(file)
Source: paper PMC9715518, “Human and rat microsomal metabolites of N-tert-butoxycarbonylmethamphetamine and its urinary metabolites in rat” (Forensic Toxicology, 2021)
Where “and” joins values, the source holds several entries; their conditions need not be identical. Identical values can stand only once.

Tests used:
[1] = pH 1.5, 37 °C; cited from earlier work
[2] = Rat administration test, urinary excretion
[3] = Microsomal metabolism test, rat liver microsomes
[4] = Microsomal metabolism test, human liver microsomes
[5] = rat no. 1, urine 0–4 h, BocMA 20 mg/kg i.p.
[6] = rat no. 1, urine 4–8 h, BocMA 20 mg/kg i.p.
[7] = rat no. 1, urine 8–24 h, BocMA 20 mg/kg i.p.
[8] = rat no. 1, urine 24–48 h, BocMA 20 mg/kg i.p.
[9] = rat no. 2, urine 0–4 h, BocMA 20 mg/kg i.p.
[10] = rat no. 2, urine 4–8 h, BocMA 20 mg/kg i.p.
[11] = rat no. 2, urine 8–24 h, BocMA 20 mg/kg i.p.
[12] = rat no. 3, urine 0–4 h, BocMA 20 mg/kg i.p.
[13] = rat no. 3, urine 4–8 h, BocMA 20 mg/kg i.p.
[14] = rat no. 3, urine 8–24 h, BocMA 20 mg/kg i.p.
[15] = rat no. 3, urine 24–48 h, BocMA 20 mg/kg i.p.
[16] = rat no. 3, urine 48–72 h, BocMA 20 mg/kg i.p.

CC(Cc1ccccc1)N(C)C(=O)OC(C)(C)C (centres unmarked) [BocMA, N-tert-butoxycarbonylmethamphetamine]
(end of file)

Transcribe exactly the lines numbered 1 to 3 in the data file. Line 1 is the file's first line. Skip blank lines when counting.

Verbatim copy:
Source: paper PMC9715518, “Human and rat microsomal metabolites of N-tert-butoxycarbonylmethamphetamine and its urinary metabolites in rat” (Forensic Toxicology, 2021)
Where “and” joins values, the source holds several entries; their conditions need not be identical. Identical values can stand only once.

Tests used: